Policy memorandum on reform of the Apartment Law

Policy memorandum on reform of the Apartment Law

As discussed in previous newsflashes, Minister K. Geens has launched an ambitious plan to fundamentally reform various areas of Belgian law, including the company law, insolvency law, property law and the law of obligations. The law that applies to apartments is yet another legal domain which the Minister wishes to modernise.

A policy memorandum on this topic has now been published by the appointed working group, together with the proposed amendments of the legislation. You can find the full text of the policy memorandum here (with thanks to the CIB).

We would like to highlight a number of particular points of this policy memorandum.

In the basic deeds, project developers often reserve the right to still make certain unilateral changes to the fouding deed or the division of the (unsold) lots even after the start of the sale. Such a reservation or power of attorney is generally deemed to be invalid, so that in principle any change must be made via a general assembly. However, reservations of this kind would now be accepted as legitimate, with the following limitations and formalities:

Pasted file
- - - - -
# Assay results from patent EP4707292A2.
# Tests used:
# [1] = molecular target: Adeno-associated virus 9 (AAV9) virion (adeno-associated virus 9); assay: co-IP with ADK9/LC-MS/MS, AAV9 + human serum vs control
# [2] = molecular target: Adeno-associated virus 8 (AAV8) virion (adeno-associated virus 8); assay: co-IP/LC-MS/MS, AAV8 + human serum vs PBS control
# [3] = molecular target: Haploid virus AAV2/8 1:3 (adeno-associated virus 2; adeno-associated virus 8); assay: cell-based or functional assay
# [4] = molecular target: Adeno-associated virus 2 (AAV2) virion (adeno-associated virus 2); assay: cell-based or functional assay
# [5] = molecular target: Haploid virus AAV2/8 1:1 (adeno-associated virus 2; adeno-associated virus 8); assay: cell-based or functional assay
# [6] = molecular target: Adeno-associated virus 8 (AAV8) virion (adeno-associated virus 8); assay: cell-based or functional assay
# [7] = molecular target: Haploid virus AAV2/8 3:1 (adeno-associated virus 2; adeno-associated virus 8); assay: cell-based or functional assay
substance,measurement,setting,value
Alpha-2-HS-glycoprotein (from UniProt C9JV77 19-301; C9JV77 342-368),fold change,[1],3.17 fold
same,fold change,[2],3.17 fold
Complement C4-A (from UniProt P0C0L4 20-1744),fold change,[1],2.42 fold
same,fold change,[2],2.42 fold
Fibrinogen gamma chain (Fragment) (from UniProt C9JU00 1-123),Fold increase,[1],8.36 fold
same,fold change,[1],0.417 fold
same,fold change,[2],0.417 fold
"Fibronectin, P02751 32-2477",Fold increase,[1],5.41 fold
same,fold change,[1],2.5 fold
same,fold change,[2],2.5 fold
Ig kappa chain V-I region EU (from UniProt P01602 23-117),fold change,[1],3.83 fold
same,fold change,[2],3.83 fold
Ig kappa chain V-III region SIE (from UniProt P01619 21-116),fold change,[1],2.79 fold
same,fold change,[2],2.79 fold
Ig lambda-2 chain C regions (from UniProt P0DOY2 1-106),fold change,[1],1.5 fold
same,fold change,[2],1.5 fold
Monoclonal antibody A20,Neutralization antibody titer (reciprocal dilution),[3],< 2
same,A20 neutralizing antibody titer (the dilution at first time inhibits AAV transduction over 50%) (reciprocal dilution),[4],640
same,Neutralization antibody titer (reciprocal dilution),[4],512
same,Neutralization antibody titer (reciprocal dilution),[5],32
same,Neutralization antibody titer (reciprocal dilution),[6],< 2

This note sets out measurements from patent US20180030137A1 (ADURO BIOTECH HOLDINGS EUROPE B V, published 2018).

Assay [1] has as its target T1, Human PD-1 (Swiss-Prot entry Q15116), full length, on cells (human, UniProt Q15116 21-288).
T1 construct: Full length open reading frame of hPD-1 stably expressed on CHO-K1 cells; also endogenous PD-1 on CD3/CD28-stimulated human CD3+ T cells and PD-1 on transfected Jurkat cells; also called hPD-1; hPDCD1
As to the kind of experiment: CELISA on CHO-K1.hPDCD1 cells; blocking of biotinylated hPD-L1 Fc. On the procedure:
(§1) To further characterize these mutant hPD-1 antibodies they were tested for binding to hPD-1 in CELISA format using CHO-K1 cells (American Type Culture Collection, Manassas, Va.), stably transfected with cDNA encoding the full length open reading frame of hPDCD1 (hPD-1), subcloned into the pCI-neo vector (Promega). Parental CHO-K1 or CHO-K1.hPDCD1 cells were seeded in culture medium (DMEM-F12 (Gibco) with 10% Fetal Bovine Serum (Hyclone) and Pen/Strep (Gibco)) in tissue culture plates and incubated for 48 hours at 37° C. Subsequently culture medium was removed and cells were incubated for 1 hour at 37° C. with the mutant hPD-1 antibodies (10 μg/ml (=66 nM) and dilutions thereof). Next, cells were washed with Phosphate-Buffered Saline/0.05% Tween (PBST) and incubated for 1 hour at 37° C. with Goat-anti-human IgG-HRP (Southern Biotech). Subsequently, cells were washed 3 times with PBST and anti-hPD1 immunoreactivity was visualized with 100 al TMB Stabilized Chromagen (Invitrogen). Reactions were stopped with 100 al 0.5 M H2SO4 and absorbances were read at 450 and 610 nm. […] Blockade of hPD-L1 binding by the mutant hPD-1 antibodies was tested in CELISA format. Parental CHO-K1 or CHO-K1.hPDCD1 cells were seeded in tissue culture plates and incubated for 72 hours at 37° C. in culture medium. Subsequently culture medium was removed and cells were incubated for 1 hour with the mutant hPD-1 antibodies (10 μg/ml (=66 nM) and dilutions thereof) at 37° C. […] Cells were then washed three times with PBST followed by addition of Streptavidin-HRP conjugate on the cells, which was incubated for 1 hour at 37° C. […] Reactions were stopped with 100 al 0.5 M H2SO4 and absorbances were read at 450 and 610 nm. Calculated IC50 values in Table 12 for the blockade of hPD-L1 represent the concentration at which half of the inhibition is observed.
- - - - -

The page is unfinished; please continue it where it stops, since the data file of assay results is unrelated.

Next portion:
• Such unilateral amendments are only possible up to the provisional acceptance of the common parts,
  • Only if “such changes, prompted by technical circumstances or in the lawful interest of the co-owners association, do not affect the rights of the other co-owners over their private part and do not increase the obligations of one or several co-owners",
  • At the project developer’s expense, 
  • And subject to notification to the other co-owners of the draft of the amending articles of association, at least two months prior to the execution of the deed of amendment, so that these other co-owners can object to this change and, if they are so inclined, bring the dispute before the courts.

Internal rules (currently optional) shall henceforth become obligatory, whereby a number of the provisions that at present have to be included in the articles of association are being moved to these internal rules. This should have as a consequence that not every change of law will entail that the articles of association have to be adapted as well - something that generates notarial costs each time.

Finally, greater responsibility is being placed on the owner-lessor. It is his responsibility to inform his lessee within thirty days and by registered letter of decisions of the general meeting. The lessee currently only has a period of two months after this notification, further limited to four months after the general meeting, in order to file a possible legal objection against the decision in question.

For more information on this subject, you can always contact Ewoud Willaert and Christine Heeb.